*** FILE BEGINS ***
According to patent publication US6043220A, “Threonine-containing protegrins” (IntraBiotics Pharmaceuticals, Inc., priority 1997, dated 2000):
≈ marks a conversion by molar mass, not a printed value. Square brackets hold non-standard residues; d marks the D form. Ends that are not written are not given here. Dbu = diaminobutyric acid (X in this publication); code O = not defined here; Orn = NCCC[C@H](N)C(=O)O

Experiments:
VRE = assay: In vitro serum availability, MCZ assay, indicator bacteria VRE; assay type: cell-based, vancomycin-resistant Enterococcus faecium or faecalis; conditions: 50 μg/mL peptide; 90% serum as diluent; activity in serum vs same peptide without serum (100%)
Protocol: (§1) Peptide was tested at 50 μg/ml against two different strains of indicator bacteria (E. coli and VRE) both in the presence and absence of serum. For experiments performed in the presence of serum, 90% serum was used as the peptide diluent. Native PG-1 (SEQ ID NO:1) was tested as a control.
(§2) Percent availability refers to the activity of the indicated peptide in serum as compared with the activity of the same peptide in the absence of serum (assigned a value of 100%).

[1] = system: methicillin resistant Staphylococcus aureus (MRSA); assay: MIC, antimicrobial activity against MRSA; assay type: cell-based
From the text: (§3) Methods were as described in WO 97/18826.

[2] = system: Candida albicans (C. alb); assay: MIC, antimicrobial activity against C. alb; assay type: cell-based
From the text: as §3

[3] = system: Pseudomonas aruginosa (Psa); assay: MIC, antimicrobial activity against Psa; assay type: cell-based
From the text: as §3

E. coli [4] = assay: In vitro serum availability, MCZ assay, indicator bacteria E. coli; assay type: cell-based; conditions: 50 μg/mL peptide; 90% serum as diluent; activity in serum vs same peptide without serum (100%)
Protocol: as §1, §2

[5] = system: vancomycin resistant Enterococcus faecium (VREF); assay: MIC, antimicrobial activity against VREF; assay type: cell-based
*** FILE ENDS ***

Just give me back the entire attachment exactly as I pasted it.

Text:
According to patent publication US6043220A, “Threonine-containing protegrins” (IntraBiotics Pharmaceuticals, Inc., priority 1997, dated 2000):
≈ marks a conversion by molar mass, not a printed value. Square brackets hold non-standard residues; d marks the D form. Ends that are not written are not given here. Dbu = diaminobutyric acid (X in this publication); code O = not defined here; Orn = NCCC[C@H](N)C(=O)O

Experiments:
VRE = assay: In vitro serum availability, MCZ assay, indicator bacteria VRE; assay type: cell-based, vancomycin-resistant Enterococcus faecium or faecalis; conditions: 50 μg/mL peptide; 90% serum as diluent; activity in serum vs same peptide without serum (100%)
Protocol: (§1) Peptide was tested at 50 μg/ml against two different strains of indicator bacteria (E. coli and VRE) both in the presence and absence of serum. For experiments performed in the presence of serum, 90% serum was used as the peptide diluent. Native PG-1 (SEQ ID NO:1) was tested as a control.
(§2) Percent availability refers to the activity of the indicated peptide in serum as compared with the activity of the same peptide in the absence of serum (assigned a value of 100%).

[1] = system: methicillin resistant Staphylococcus aureus (MRSA); assay: MIC, antimicrobial activity against MRSA; assay type: cell-based
From the text: (§3) Methods were as described in WO 97/18826.

[2] = system: Candida albicans (C. alb); assay: MIC, antimicrobial activity against C. alb; assay type: cell-based
From the text: as §3

[3] = system: Pseudomonas aruginosa (Psa); assay: MIC, antimicrobial activity against Psa; assay type: cell-based
From the text: as §3

E. coli [4] = assay: In vitro serum availability, MCZ assay, indicator bacteria E. coli; assay type: cell-based; conditions: 50 μg/mL peptide; 90% serum as diluent; activity in serum vs same peptide without serum (100%)
Protocol: as §1, §2

[5] = system: vancomycin resistant Enterococcus faecium (VREF); assay: MIC, antimicrobial activity against VREF; assay type: cell-based